American manufacturers cut roughly 1.36 million jobs from February to April of 2020, as Covid-19 shut down much of the economy. As of August this year, manufacturers had added back about 1.43 million jobs, a net gain of 67,000 workers above pre pandemic levels. Data suggest that the rebound is largely a product of the unique circumstances of the pandemic recession and recovery. Covid-19 crimped global supply chains, making domestic manufacturing more attractive to some companies. Federal stimulus spending helped to power a shift in Americans’ buying habits away from services like travel and restaurants and toward goods like cars and sofas, helping domestic factory production — and with it, job growth — to bounce back much faster than it did in the previous two recessions.
In recessions over the last half century, factories have typically laid off a greater share of workers than other employers in the economy, and they have been slower to add jobs back in recoveries. Often, companies have used those economic inflection points to accelerate their pace of outsourcing jobs to foreign countries, where wages are significantly lower, and to invest in technology that replaces human workers. […] This time was different. Factory layoffs roughly matched those in the services sector in the depth of the pandemic recession. Economists attribute that break in the trend to many U.S. manufacturers being deemed “essential” during pandemic lockdowns, and the ensuing surge in demand for their products by Americans. Manufacturing jobs quickly rebounded in the spring of 2020, then began to climb at a much faster pace than has been typical for factory job creation in recent decades. Since June 2020, under both Mr. Trump and Mr. Biden, factories have added more than 30,000 jobs a month.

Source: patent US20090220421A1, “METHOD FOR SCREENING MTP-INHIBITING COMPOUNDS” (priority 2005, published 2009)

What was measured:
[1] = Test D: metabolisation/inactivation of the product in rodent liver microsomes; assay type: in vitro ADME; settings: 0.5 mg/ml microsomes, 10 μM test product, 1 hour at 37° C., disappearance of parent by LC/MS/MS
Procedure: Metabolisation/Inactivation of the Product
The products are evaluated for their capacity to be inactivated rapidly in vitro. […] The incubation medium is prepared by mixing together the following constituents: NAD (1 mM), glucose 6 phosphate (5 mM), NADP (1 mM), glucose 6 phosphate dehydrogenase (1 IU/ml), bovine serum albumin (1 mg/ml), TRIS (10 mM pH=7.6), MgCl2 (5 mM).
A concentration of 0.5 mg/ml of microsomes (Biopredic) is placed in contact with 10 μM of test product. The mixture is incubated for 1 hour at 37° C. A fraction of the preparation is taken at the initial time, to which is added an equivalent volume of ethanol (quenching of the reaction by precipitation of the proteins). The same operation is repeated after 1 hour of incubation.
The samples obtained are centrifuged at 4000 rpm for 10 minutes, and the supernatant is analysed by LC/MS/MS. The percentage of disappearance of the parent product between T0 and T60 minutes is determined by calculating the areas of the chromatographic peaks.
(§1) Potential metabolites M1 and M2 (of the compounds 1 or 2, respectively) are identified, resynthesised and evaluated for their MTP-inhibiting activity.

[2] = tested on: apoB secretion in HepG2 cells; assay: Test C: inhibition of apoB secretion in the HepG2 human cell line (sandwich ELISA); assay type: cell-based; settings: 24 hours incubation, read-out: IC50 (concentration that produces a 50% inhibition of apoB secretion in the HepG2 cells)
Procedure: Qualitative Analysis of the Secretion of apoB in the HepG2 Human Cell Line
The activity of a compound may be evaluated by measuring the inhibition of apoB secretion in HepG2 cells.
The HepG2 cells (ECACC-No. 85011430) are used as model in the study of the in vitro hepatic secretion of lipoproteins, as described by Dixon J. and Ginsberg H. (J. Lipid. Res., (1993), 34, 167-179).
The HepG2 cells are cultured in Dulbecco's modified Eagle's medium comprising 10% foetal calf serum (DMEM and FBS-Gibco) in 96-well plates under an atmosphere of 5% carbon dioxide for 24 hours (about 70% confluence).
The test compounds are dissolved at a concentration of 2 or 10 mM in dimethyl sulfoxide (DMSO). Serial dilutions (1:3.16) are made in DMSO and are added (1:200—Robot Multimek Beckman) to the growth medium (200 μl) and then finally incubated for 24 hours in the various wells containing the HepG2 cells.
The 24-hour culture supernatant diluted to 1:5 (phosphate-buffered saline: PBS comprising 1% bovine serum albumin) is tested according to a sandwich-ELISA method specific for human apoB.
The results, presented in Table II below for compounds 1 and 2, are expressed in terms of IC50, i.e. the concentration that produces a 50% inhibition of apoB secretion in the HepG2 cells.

“Sectors that hemorrhaged employment in recent recessions have fared much better in this recovery,” reports the NYT. They include furniture makers, textile mills, paper products companies and computer equipment makers.
“Mr. Biden has pushed a variety of legislative initiatives to boost domestic manufacturing, including direct spending on infrastructure, tax credits and other subsidies for companies like battery makers and semiconductor factories, and new federal procurement requirements that benefit manufacturers located in the United States,” adds the report — all of which could help encourage factory job growth in the coming months and years.
Furthermore, the rising tensions between Washington and Beijing over trade and technology could encourage more companies to leave China for the United States, particularly cutting-edge industries like clean energy and advanced computing.
Read more of this story at Slashdot.